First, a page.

Giorgio Chinaglia was (and is) graceless, on and off the pitch. He was a bull of a footballer, physical but labored, lacking the ability in the air his size would suggest, and given to angrily disappearing for long stretches of matches. He fought with teammates wherever he went, argued with coaches and reserved his respected for a very select, very motley few – Pelé? Please. Pelé got in his way.
As a youngster, he was on the books at Swansea (though born in Italy, he spent most of his youth in Wales and was once described as “more Welsh than Italian”) but was quickly dismissed for his lack of athleticism and discipline. What they missed at Swansea, though, was Chinaglia’s vicious right foot and his gift for getting it on the ball almost instantly, no matter his position. And they also missed the most important bit — what he had inside. They saw the ego, and the belligerence and the need for confrontation that he wore like armour, but they missed the secret, gnawing need to prove to everyone that they were wrong about him. Wrong about everything.
It was that need that made him a legend.
When Lazio turned 100, fans voted Chinaglia — the only Lazio player ever to lead Serie A in scoring, and the scorer of the Scudetto-winning goal in their magical 1973-1974 season — the club’s greatest-ever player. That honour was bestowed despite the fact that his relationship with the fans had been so bad that, in 1972, Chinaglia had sent his wife to live with his family in Naples out of concern for her safety. This despite the fact, in 1974, after throwing Azzurri coach Fulvio Bernardini a vaffanculo upon being substituted against Haiti, he was the default scapegoat for Italy’s dismal World Cup performance.
This also despite the fact that, in 1976, after the departure of his mentor Tommaso Maetrelli from the Lazio bench, he fled Rome — and Italy — under cover of darkness to join the New York Cosmos in the worryingly unstable North American Soccer League. This despite the fact that he drove the team into Serie B as its owner in the 1980s and later led a corrupt takeover bid that resulted in the arrest warrants which now keep him from returning to Italy.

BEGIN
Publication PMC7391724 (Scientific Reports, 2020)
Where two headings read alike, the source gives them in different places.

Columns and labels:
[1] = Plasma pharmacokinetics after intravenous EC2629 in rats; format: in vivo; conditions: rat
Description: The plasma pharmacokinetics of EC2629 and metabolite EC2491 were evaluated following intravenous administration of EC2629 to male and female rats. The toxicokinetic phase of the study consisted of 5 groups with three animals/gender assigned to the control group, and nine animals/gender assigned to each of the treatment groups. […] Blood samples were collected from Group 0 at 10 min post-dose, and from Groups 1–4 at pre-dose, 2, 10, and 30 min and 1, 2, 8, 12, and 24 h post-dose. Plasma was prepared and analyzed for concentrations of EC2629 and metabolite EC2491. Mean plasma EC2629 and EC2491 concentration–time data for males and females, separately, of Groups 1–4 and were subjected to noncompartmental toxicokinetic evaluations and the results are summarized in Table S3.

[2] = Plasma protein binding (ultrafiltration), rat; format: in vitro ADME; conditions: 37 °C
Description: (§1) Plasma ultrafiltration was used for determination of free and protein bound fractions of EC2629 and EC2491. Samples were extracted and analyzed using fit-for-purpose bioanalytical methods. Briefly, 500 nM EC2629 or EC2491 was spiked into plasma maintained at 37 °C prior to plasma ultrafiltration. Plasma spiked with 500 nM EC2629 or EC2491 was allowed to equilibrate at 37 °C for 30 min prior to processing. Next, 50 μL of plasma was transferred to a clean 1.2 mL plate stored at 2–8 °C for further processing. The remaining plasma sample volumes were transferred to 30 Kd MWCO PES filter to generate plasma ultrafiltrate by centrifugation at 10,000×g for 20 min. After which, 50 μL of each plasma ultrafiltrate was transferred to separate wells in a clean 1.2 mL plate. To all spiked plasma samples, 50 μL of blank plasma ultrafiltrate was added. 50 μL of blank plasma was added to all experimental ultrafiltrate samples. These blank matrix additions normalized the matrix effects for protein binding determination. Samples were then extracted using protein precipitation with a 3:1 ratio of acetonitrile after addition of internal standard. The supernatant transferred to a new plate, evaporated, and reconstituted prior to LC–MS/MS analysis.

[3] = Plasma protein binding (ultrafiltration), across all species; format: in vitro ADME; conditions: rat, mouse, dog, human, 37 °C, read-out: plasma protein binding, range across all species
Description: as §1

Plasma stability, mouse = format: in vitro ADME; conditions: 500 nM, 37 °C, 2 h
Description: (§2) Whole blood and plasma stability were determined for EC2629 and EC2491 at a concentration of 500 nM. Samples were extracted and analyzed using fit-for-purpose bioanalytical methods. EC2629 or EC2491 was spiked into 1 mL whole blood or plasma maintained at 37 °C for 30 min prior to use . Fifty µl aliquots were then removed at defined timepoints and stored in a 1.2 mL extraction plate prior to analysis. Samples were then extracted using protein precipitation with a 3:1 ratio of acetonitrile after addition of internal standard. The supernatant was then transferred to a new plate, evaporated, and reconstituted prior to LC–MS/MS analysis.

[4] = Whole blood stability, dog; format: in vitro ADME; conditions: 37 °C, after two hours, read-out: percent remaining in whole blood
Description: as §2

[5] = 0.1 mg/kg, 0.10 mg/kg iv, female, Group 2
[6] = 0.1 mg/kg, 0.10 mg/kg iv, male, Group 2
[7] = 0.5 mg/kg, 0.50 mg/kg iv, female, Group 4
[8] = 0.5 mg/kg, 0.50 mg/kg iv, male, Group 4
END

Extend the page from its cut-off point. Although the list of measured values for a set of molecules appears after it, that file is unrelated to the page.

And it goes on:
Chinaglia is not a man one easily forgets.
In New York he was the same man he’d been in Italy, and the same boy he’d been in Wales. He still scored goals like a machine, he still gave no quarter to anyone, and he was still never, ever wrong. He was regularly abused by Cosmos fans, ran coaches out of town, and argued with team-mates like Pelé and Franz Beckenbauer as he outshouted and outlasted them and almost everyone else in the league, doggedly carrying on even as the NASL crested under and collapsed around him.
When the dust had cleared, Lazio’s greatest-ever player was the NASL’s all-time leading scorer with 242 goals in 254 matches, had a place in the North American Soccer Hall of Fame and was a long-standing American citizen.
There are as many stories about him as there are goals on his tally sheet, but the most enduring image of Chinaliga is that of an aging bear of man lumbering across the Giants Stadium turf, chanting his own name as the boos of his own fans rain down upon him. And he’s alone — he’s always alone, which is probably how he told himself he liked it.
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